[ETAN-key] Forum: Indonesian Military Reformed? Hardly...
John M Miller
fbp at igc.org
Fri Sep 12 05:57:02 PDT 2008
The Straits Times (Singapore)
Friday, September 12, 2008
Indonesian military reformed? Hardly...
Edmund McWilliams Retired Foreign Service Officer, US
MR JOHN McBeth's piece ('US policy on Indonesia outdated', Aug 9)
misportrays concern in the United States Congress about the
importance of basic standards for US assistance to the Indonesian
military (TNI), especially for its notorious Special Forces
(Kopassus). Contrary to his contention that this concern is limited
to a few key legislators, concern with TNI violations of human rights
and its impunity, corruption and resistance to civilian control is
broadly shared and bipartisan.
While Mr McBeth's lack of familiarity with Washington's legislative
process might be explained by his distance from those realities, his
efforts to portray TNI as a reformed, or even reforming, institution
Despite remarkable democratic progress in Indonesian society as a
whole, TNI remains a rogue institution. Its senior active-duty and
retired officials remain immune from prosecution for egregious
human-rights crimes and corruption. Individuals indicted for crimes
against humanity by the United Nations-backed special crimes unit in
Timor Leste, despite outstanding international warrants, remain free.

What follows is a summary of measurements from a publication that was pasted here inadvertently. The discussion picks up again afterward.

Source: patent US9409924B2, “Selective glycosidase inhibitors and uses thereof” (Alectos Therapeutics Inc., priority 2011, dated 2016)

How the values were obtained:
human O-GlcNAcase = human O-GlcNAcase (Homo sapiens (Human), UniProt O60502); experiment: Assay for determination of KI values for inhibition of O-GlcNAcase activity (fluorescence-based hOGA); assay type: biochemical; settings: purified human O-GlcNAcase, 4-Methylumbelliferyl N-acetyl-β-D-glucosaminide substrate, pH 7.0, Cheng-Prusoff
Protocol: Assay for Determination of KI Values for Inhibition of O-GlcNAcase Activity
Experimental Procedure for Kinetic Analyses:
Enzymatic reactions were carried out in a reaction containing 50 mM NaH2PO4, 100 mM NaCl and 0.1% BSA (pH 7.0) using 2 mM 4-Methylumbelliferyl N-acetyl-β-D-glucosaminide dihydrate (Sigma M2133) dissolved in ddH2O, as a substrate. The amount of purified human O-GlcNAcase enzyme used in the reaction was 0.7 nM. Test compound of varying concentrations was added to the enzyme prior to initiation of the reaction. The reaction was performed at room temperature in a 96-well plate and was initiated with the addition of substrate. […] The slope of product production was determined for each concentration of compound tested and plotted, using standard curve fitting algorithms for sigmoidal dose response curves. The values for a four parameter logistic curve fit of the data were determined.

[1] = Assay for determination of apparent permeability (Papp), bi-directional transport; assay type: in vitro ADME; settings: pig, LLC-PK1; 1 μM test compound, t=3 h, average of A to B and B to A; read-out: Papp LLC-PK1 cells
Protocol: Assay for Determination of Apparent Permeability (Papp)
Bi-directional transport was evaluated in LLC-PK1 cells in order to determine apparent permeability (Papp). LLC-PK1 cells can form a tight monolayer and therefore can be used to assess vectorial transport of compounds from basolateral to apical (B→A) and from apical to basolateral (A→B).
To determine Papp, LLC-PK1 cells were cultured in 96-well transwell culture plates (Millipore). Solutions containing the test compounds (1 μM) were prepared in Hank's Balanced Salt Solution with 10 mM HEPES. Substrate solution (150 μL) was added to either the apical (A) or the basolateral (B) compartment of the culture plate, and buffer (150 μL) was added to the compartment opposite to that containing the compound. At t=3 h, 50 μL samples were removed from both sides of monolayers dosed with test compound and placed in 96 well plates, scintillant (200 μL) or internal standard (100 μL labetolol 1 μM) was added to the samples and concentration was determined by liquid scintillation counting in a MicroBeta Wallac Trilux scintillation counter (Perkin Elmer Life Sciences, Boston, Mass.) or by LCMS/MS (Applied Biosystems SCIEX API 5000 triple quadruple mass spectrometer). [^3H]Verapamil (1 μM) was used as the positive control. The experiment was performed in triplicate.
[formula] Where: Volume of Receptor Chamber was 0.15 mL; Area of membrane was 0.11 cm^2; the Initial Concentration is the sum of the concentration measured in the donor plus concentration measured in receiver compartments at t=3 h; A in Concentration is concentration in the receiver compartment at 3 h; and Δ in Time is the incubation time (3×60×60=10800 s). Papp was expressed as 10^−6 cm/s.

Some have even been promoted.
Human-rights activists in West Papua and elsewhere who try to tell
their stories to UN officials are threatened. A visiting member of
the US Congress, accompanied by the US Ambassador, suffered severe
restrictions that prevented him from meeting most Papuans, even
Papuan officials. Progress towards dismantling TNI's massive business
empire - which includes narcotics and human trafficking and shakedown
operations run by TNI-backed militias, some involving Islamist
radicals - is stymied by TNI resistance.
Congressional concern with all of this is justified and based on the
facts. While Senator Patrick Leahy is a leader in shaping that
consensus, efforts to target him and others as recalcitrant or
isolated grossly underestimate congressional concern for, and
awareness of, past and present realities in Indonesia. It also
disserves Indonesia by diverting attention from the urgent need for
reform and accountability within the military.
Joyo Indonesia News Service
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